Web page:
Standards body advises on testing of building materials

The Rwanda Bureau of Standards (RBS) has urged small-scale construction material producers to use its laboratory services and test their products to ensure quality.
Builders at work. Many building products are not certified for quality.  The New Times/File
Builders at work. Many building products are not certified for quality. The New Times/File

The Rwanda Bureau of Standards (RBS) has urged small-scale construction material producers to use its laboratory services and test their products to ensure quality.

The body says that besides ensuring safety of buildings in the country, the move would expand their businesses to more markets.

Antoine Mukunzi, the director of the national quality testing laboratory at RBS, noted that though the centre has been offering building material testing services since 2011, only a few large-scale construction companies have been using the services.

“There are many people who are not coming here to have their products tested,” he said in an interview at RBS offices in Kicukiro yesterday.

“We still need to market the services we are offering to reach, especially the small construction companies.”

Unlike in the food processing sector, where many firms have had their products tested and certified by RBS, a few building material makers have certified their products.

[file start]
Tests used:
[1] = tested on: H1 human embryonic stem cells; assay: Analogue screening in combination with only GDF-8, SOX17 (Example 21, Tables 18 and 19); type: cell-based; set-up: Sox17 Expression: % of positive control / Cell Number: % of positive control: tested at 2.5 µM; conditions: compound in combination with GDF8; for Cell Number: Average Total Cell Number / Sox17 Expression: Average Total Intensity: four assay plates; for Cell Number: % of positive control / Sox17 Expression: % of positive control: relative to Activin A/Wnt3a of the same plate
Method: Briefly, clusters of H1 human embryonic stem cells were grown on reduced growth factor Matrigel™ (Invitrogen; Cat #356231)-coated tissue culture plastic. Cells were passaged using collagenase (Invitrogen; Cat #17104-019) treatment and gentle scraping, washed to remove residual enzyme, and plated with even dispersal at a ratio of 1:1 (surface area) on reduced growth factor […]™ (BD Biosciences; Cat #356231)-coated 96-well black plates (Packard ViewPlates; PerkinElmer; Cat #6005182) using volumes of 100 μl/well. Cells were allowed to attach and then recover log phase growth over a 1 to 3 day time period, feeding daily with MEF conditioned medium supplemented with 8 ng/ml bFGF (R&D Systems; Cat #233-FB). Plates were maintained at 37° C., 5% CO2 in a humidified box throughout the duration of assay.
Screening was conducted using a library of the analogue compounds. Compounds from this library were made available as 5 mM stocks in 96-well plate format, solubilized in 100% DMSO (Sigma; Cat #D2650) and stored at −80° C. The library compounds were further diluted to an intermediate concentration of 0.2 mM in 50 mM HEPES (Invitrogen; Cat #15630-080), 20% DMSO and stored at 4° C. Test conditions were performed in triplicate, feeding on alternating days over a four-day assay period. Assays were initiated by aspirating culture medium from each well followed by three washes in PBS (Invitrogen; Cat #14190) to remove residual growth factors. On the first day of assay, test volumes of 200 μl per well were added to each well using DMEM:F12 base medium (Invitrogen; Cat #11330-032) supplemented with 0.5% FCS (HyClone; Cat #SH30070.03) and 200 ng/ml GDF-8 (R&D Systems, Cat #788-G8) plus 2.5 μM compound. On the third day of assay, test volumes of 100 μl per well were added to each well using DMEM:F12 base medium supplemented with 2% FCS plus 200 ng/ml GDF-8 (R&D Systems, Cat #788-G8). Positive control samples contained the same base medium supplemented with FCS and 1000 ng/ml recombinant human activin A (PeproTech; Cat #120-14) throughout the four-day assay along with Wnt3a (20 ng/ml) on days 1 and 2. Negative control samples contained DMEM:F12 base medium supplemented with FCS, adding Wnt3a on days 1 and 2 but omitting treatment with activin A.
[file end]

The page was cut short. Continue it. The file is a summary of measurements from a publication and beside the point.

They include SteelRWA, an iron smelting factory based in Rwamagana District, Eastern Province, CIMERWA Cement and Great Lakes Cement, as well as Master Steel, all of which have had their products certified by RBS.

“A few other major construction companies have also had some of their products tested by RBS, but they are yet to be certified,” Mukunzi said.

He said firms that certify  products benefit handsomely in terms of business returns.

“The certification has given steel bars produced in Rwamagana a competitive advantage when compared with the imported ones,” he noted.

“Before the company was certified, many people didn’t trust the quality steel bars in Rwanda. People are no longer importing steel bars…we have made the sector competitive on local and global markets.”

RBS said its quality seal gives credibility when negotiating business contracts, especially on government contracts, and eases penetration into international markets.

In 2011, the standards body acquired a ‘universal testing machine’ from Switzerland to enable it test the strength and dimension of products like bricks and blocks, roofing tiles, iron sheets, steel bars, cement and concrete products. The body also tests the chemical composition of the same building materials.

The equipment has helped ensure quality of construction materials in the country.

The initial certification for the RBS Mark of Excellence seal costs Rwf300,000 for a single product, according to the charges published on the body’s website.

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